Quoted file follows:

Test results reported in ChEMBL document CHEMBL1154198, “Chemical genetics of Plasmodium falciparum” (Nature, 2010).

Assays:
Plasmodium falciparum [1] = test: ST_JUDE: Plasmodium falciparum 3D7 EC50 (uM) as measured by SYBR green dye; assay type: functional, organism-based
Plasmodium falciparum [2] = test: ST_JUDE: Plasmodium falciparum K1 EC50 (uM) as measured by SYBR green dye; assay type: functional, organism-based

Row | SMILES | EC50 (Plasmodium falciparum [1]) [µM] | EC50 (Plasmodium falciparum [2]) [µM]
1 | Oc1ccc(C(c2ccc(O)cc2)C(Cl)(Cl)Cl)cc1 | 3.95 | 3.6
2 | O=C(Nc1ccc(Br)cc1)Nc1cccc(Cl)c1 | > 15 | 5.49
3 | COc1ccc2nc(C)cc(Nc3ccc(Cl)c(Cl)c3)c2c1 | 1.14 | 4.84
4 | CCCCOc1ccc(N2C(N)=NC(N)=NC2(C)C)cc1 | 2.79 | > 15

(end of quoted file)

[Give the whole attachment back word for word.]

Test results reported in ChEMBL document CHEMBL1154198, “Chemical genetics of Plasmodium falciparum” (Nature, 2010).

Assays:
Plasmodium falciparum [1] = test: ST_JUDE: Plasmodium falciparum 3D7 EC50 (uM) as measured by SYBR green dye; assay type: functional, organism-based
Plasmodium falciparum [2] = test: ST_JUDE: Plasmodium falciparum K1 EC50 (uM) as measured by SYBR green dye; assay type: functional, organism-based

Row | SMILES | EC50 (Plasmodium falciparum [1]) [µM] | EC50 (Plasmodium falciparum [2]) [µM]
1 | Oc1ccc(C(c2ccc(O)cc2)C(Cl)(Cl)Cl)cc1 | 3.95 | 3.6
2 | O=C(Nc1ccc(Br)cc1)Nc1cccc(Cl)c1 | > 15 | 5.49
3 | COc1ccc2nc(C)cc(Nc3ccc(Cl)c(Cl)c3)c2c1 | 1.14 | 4.84
4 | CCCCOc1ccc(N2C(N)=NC(N)=NC2(C)C)cc1 | 2.79 | > 15